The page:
On Tuesday afternoon, a day before the 4 p.m. franchise tag deadline, the Washington Redskins applied the exclusive franchise tag to quarterback Kirk Cousins. This move was expected as the two parties really didn’t speak in the off-season prior to the tag, making Cousins the first quarterback in NFL history to receive the franchise tag in back to back seasons. The move allows the Redskins to now sit down with Kirk’s agent to try and work out a long-term deal, the deadline for getting something done is July 15th.
Cousins stills holds a large majority of the leverage in negotiations even with the placement of the exclusive tag, which prevents him from soliciting offers from other organizations where the non-exclusive allowed him to do such. With the non-exclusive applied to Cousins, odds are he finds a team out there willing to offer him the market value worth many expect him to be asking for. Which in turn, forces Washington’s hands because if they are not willing to pay that much for the 28-year old quarterback a decision must be made whether to deal him or ante up. For obvious reasons, they would want to avoid the offers Cousins will receive if that tag was applied.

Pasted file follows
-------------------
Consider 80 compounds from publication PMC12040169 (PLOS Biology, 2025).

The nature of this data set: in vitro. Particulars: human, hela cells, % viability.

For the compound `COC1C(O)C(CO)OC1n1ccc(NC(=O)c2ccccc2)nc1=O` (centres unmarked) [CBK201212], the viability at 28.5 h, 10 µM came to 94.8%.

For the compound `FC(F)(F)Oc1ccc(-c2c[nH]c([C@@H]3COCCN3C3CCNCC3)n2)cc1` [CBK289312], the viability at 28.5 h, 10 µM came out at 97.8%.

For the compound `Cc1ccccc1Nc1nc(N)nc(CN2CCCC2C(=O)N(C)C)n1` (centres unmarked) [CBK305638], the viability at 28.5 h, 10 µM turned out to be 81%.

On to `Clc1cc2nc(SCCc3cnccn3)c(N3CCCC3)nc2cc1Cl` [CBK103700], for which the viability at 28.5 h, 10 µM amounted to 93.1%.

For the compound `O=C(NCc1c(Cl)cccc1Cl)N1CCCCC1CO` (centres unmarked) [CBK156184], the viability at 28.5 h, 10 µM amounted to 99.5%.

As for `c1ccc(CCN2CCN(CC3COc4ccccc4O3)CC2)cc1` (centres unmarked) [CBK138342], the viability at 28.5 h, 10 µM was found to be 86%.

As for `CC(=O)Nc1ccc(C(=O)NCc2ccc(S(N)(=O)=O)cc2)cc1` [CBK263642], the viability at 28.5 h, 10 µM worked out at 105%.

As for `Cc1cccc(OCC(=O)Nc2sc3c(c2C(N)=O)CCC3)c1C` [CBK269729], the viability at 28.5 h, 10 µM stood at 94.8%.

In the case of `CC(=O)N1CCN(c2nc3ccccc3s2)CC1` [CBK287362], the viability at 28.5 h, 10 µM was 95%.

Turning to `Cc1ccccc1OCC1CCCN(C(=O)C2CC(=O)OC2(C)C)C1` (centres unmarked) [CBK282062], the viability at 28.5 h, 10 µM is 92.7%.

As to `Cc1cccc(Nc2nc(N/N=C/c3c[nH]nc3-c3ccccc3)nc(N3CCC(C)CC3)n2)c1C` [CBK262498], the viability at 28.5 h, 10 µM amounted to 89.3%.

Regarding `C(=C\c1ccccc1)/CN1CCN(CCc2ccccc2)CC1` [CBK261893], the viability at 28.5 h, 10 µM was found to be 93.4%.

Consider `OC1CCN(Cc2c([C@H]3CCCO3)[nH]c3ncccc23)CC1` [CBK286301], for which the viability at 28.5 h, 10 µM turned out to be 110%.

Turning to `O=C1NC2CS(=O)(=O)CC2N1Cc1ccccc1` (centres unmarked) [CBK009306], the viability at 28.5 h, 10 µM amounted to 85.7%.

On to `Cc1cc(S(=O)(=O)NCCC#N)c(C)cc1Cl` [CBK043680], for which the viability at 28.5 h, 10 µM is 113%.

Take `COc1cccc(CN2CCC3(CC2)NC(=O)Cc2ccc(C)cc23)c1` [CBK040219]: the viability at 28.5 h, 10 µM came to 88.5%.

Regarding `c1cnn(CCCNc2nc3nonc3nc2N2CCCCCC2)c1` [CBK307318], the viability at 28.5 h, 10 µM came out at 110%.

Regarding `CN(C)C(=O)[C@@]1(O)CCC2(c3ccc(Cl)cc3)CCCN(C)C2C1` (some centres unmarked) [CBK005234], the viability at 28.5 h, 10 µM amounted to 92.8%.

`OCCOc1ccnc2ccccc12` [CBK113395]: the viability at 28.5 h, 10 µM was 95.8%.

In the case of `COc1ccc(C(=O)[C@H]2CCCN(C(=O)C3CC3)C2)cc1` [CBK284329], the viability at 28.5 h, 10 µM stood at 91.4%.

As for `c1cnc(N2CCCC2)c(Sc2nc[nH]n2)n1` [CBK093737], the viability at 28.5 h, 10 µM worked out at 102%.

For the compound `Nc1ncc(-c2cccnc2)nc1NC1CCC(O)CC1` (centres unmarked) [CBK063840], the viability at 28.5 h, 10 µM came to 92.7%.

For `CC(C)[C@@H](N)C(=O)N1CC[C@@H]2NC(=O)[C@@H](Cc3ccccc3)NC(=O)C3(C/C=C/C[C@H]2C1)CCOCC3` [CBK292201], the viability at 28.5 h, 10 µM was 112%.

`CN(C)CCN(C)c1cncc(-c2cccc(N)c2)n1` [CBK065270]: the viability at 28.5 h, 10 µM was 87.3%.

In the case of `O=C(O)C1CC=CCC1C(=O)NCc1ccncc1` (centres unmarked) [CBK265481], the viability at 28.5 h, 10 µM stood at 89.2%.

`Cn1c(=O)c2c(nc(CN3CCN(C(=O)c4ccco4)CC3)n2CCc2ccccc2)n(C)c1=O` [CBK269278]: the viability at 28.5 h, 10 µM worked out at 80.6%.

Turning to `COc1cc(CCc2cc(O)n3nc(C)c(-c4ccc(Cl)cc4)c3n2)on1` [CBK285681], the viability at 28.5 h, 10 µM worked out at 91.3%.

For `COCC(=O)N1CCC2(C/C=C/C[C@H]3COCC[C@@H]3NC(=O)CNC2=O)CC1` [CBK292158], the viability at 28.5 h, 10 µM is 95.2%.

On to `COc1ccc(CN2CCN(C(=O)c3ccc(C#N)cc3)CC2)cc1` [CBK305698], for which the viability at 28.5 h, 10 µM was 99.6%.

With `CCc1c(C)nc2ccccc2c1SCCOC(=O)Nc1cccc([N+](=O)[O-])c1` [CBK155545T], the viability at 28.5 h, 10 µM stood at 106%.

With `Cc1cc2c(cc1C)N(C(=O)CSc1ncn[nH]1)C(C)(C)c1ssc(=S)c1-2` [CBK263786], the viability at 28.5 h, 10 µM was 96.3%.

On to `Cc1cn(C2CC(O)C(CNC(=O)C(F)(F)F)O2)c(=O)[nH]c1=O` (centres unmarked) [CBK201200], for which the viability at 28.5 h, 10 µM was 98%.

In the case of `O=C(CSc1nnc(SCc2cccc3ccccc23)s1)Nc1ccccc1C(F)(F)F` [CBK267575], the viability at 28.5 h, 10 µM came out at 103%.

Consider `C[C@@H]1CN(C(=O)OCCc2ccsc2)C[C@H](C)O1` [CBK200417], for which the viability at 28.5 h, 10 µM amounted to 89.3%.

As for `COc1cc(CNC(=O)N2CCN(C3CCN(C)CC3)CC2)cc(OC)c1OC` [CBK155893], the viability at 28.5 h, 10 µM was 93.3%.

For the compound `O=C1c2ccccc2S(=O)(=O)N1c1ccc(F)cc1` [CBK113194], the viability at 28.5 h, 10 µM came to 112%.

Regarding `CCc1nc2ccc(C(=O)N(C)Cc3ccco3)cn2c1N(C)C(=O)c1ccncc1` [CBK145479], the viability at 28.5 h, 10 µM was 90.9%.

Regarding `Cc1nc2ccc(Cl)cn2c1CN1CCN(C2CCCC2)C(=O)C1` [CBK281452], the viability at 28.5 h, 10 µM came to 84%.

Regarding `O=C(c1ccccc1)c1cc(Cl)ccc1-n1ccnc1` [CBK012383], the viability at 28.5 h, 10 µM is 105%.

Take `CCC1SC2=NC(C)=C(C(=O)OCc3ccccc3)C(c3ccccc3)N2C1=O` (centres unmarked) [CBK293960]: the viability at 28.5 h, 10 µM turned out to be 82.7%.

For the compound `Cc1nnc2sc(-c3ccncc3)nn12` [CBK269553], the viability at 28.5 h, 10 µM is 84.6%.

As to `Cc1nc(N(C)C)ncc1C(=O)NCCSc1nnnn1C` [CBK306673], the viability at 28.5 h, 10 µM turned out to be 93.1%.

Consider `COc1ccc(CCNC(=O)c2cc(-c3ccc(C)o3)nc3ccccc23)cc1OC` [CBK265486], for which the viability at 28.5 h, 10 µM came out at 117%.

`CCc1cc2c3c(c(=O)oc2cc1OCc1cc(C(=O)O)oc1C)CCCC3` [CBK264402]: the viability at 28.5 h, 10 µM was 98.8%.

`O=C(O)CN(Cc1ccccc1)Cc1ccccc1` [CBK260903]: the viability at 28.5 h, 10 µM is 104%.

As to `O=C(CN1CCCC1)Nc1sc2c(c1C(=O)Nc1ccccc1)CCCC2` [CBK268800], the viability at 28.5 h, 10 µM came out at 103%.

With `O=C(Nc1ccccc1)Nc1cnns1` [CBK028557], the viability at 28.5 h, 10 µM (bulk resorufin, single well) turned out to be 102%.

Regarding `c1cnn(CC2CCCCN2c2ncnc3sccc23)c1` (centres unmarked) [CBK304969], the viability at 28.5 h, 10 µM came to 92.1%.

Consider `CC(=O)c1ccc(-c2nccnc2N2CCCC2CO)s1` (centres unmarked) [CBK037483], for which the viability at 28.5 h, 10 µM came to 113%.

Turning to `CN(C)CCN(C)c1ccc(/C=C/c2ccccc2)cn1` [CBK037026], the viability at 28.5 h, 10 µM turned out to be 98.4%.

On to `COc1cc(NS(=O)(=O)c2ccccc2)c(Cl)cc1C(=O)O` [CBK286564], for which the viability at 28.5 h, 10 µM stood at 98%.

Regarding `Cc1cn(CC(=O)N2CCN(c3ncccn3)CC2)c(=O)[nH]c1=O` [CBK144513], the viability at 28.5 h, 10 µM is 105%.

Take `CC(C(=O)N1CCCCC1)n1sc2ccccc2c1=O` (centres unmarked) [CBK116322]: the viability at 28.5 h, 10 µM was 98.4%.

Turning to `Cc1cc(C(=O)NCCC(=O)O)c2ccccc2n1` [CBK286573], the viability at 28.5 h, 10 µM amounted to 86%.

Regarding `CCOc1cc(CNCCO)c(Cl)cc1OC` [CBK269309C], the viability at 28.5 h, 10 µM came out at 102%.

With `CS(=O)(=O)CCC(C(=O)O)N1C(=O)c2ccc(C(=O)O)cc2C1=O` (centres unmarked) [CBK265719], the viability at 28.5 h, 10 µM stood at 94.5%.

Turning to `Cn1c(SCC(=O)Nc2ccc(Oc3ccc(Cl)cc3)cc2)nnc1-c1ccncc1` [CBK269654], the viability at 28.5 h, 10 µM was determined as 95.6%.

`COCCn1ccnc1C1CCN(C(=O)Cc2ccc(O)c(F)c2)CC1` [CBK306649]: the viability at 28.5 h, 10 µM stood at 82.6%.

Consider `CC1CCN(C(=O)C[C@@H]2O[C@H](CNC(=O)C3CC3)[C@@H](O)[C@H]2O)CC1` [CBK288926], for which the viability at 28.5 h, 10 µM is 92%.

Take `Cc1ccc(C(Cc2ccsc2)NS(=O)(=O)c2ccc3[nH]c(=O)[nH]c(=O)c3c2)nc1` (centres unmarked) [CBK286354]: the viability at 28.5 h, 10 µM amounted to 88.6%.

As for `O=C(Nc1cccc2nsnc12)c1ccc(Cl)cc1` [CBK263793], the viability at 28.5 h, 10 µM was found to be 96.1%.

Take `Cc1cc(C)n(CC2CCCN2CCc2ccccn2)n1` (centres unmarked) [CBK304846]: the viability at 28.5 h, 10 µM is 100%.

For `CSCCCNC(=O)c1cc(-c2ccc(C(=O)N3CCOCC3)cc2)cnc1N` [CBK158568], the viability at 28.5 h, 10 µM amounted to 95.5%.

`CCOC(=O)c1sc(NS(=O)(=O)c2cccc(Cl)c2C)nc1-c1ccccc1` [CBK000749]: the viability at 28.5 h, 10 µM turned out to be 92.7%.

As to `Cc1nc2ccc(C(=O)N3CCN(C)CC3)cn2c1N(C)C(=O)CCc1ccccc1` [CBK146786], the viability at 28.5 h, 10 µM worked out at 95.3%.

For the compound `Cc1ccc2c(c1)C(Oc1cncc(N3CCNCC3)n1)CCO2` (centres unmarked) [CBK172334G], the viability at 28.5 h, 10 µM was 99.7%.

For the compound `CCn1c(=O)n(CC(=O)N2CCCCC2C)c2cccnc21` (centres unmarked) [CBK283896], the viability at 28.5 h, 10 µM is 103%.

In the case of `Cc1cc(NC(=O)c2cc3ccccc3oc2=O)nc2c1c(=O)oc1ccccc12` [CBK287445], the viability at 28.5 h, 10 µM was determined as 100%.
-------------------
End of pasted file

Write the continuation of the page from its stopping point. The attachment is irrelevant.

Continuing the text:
With the exclusive tag applied to Cousins the Redskins can do all the talking to Cousins and if negotiations go left, take the calls themselves to other teams to seek a trade partner. For fans, media members, and others close to the situation, a trade seems imminent with Cousins. Hindsight is a terrible method of thinking at times. That being said, it’s hard to say the Redskins screwed the negotiations up knowing they strongly considered the unknowns of the quarterback to be a factor. They asked him to prove it once more last off-season when the non-exclusive franchise tag was applied and he delivered once more, raising his annual price to one that may be out of the question for Washington.
So here we are, waiting on the Redskins to make a move, the ball is in their court as Cousins likes to say. Moving forward Washington has three options. The first being to get a long-term deal done, the second would be to trade him, or keep him under the 1-year rental and lose him next year with no compensation for it (third and final option).
The best play in my opinion for Washington would be to start off with their strongest initial offer to get Cousins attention. If the quarterback is not willing to play ball, take what you can get for him now via trade. The issue lies in leverage, if the latter becomes the option than Washington loses what little leverage they had.